The result: Ocean rises before the end of this century will displace a quarter or more of the world’s population, with the first to suffer being the hundreds of millions who now live within three feet of sea level. At the same time, many of the world’s major cities will be inundated.
Throughout the planet this spells a grim future for Homo sapiens as well as many other life forms. Massive starvation leading to uncontrollable migration pressure will occur. Societal disruption – as we now see in the Middle East today – will be leading to global military conflict of immeasurable proportion.
For the billions at the bottom of the pyramid, incomprehension of this future can be excused. In the case of the Middle East, Africa and many other parts of the planet, it is compounded by low education levels, religious belief (comfort by way of Deity) and exponential population growth arising from the tradition of large family size. There is an irony here. Their progeny will be the first to suffer.
This incomprehension also extends into the upper levels of world society. For these individuals there is no excuse. Many are associated with the carbon industry - at all levels of involvement. Individually these carbon beneficiaries are responsible for the endangerment of all life forms on the planet. This also extends to many of the “privileged” at the top of the world economic pyramid. With their private jets and yachts and mountain and ocean-side homes, life is too good to care.
There is, however, some good news. A methodology that could become a final solution – being vociferously resisted by most of the above, is now beginning to elicit world attention and response.
By factoring negative external cost into every originating carbon based energy related trade both domestically and internationally; over a ten year period carbon would be eliminated as a world-wide energy source. This could be accomplished within the established framework of the world capital market carbon trading system. It is the only way that buyers can be made to recognize the actual external cost of what that they are purchasing and consuming.
This approach is congruent with the functioning of our existing capital market system. We need not do away with this system (As Communism attempted to do); rather, we can take advantage of it by placing it under our control. By factoring negative external cost into every originating carbon-based energy related trade, the greater built-in cost would become a part of the cost of production up and down the line and add to final price. (No national internal subsidies allowed)
Given the fact that carbon in its various forms is today traded on a world-wide basis, this can be accomplished nation by nation through an international body similar the ones that have formed since the end of World War II.
As noted above, powerful groups are preventing this from happening. In opposition is the political power of the carbon industry and those industries feeding off of that industry. After all, firms such as Exxon, BP and Halliburton will be severely affected; individuals like the Kotch brothers and the Saudi Princes too. Many oil rich nations will collapse; Russia for one. Texas oil wells will stop operation. Fracking will cease.
Revenues based on negative external cost can be used to meet present and future global needs arising from the planetary damage being done. Also, they can be used to assist nations in making economic/social adjustments. Immediate examples are a number of Island civilizations in the Pacific being inundated – populations will have to be resettled - and many countries in the Middle East now dependent on oil revenues to sustain their population by way of food imports. Given the fact that we have already reached the 400 ppm break point and are headed for 500 ppm, these future costs will be staggering. Funding must begin now.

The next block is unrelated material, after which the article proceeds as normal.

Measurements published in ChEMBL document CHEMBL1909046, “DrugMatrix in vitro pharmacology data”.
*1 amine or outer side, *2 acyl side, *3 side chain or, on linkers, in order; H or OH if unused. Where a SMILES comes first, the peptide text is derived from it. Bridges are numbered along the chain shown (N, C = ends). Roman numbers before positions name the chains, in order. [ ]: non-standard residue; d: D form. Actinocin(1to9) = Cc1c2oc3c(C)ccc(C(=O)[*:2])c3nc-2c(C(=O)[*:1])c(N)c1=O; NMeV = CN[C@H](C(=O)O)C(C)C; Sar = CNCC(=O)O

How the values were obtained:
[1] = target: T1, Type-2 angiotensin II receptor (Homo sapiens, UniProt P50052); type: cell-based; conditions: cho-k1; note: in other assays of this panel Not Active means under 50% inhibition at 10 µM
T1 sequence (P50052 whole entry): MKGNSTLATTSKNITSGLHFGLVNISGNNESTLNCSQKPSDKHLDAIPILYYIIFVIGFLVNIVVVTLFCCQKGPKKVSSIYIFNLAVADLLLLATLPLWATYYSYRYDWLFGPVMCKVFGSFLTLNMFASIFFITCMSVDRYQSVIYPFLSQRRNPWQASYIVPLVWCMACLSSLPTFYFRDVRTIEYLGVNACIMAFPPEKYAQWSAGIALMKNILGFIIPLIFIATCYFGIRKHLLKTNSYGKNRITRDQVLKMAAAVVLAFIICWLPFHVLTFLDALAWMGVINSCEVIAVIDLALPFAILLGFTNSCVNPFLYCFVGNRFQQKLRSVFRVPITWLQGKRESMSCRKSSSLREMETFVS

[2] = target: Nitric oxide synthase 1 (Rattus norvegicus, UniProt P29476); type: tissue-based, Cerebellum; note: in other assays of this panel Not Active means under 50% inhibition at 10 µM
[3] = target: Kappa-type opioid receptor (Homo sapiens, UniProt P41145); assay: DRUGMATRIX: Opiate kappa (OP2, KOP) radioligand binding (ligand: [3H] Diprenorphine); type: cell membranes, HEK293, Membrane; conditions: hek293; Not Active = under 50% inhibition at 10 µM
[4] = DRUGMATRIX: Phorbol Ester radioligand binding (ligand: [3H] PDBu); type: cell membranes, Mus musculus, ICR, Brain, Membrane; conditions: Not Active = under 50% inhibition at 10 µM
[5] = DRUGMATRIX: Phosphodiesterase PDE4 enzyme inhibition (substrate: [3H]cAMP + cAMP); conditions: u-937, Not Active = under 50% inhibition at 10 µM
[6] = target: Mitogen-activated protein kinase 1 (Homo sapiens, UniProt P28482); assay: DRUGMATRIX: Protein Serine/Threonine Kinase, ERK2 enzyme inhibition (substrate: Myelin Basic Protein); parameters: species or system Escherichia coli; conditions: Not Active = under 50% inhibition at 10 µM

This pricing methodology will force markets throughout the world to turn to carbon free sources of energy. As they adjust, high carbon input products will leave the market and be replaced by products with low or no carbon input. Other carbon free technologies will then become competitive.
Countries that do not join in by taxing internal carbon production should have their exports to compliant countries taxed by way of import duties in recognition of unmet negative external cost. Internationally algorithmic agreed upon formulae established by compliant countries can serve this purpose.
Before us is the most serious threat humans have ever faced. In terms of planetary and human pain and suffering it has the equivalency of a large scale atomic war. A body constituted like the UN or World Bank must come forward. There is no time to waste. The initiative has to be global. Military muscle may have to be employed or at least threatened against those nations that conspire to avoid the system.
The future of human civilizational is at stake. Carbon pricing on a level here described can be the first step in implementing changes in our capital market system built on a reconstituted human civilizational ethic that recognizes negative externalities throughout the marketplace.
For over one million years before the present age we were nurtured and sustained by our planet. We now find ourselves outside of this million plus year interdependency with nowhere to go.
Whatever meaning we as human beings are to have in the cosmos over time is now being tested. This capital market change is a way to begin to extricate ourselves from our dilemma and to transition our society into the New Age to come.
David Anderson brings together a wide range of interests in his writings, namely; theology, history, evolutionary anthropology, philosophy, geopolitics, and economics.
He has written three books. A fourth titled “Our Planetary Challenge - Moving Beyond a Fast Approaching Critical Fork in Our Evolutionary Road” is near completion. (see http://www.inquiryabraham.com/new-book.html ) It is about a necessary geo political, social, religious, economic paradigm shift for human survival.
David is a graduate of Dartmouth College and the University of Hawaii (Harvard Asia Pacific) Advanced Management Program. Over a thirty year career he was an international risk manager and senior executive at several of America's premier multinational institutions.
Sources available on request Lesprit351@AOL.com